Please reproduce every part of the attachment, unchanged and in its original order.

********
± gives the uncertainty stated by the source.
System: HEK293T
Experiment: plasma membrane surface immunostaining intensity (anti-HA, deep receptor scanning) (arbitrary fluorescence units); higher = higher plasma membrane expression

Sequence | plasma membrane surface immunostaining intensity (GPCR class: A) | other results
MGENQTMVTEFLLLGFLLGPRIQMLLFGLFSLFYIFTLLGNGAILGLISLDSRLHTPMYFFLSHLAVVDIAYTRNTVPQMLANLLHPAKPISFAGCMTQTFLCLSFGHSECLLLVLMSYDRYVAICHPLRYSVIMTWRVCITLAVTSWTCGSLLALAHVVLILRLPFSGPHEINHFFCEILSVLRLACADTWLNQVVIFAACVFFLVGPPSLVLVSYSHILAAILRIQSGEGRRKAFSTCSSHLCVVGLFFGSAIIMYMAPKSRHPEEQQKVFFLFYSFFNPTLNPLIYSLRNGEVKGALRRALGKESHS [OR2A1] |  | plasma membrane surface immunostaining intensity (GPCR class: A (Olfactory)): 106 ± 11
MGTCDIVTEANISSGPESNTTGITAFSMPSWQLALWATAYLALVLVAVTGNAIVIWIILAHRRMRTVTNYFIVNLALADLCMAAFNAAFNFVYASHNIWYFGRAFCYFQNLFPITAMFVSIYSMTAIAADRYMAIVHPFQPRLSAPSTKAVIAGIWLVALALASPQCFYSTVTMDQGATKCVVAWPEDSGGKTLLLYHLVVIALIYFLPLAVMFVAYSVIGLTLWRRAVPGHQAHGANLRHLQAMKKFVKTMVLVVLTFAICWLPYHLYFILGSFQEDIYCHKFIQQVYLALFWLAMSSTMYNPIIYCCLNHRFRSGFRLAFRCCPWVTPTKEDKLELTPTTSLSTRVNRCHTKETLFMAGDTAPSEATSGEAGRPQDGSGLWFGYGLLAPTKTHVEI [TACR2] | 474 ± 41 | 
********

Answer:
± gives the uncertainty stated by the source.
System: HEK293T
Experiment: plasma membrane surface immunostaining intensity (anti-HA, deep receptor scanning) (arbitrary fluorescence units); higher = higher plasma membrane expression

Sequence | plasma membrane surface immunostaining intensity (GPCR class: A) | other results
MGENQTMVTEFLLLGFLLGPRIQMLLFGLFSLFYIFTLLGNGAILGLISLDSRLHTPMYFFLSHLAVVDIAYTRNTVPQMLANLLHPAKPISFAGCMTQTFLCLSFGHSECLLLVLMSYDRYVAICHPLRYSVIMTWRVCITLAVTSWTCGSLLALAHVVLILRLPFSGPHEINHFFCEILSVLRLACADTWLNQVVIFAACVFFLVGPPSLVLVSYSHILAAILRIQSGEGRRKAFSTCSSHLCVVGLFFGSAIIMYMAPKSRHPEEQQKVFFLFYSFFNPTLNPLIYSLRNGEVKGALRRALGKESHS [OR2A1] |  | plasma membrane surface immunostaining intensity (GPCR class: A (Olfactory)): 106 ± 11
MGTCDIVTEANISSGPESNTTGITAFSMPSWQLALWATAYLALVLVAVTGNAIVIWIILAHRRMRTVTNYFIVNLALADLCMAAFNAAFNFVYASHNIWYFGRAFCYFQNLFPITAMFVSIYSMTAIAADRYMAIVHPFQPRLSAPSTKAVIAGIWLVALALASPQCFYSTVTMDQGATKCVVAWPEDSGGKTLLLYHLVVIALIYFLPLAVMFVAYSVIGLTLWRRAVPGHQAHGANLRHLQAMKKFVKTMVLVVLTFAICWLPYHLYFILGSFQEDIYCHKFIQQVYLALFWLAMSSTMYNPIIYCCLNHRFRSGFRLAFRCCPWVTPTKEDKLELTPTTSLSTRVNRCHTKETLFMAGDTAPSEATSGEAGRPQDGSGLWFGYGLLAPTKTHVEI [TACR2] | 474 ± 41 | 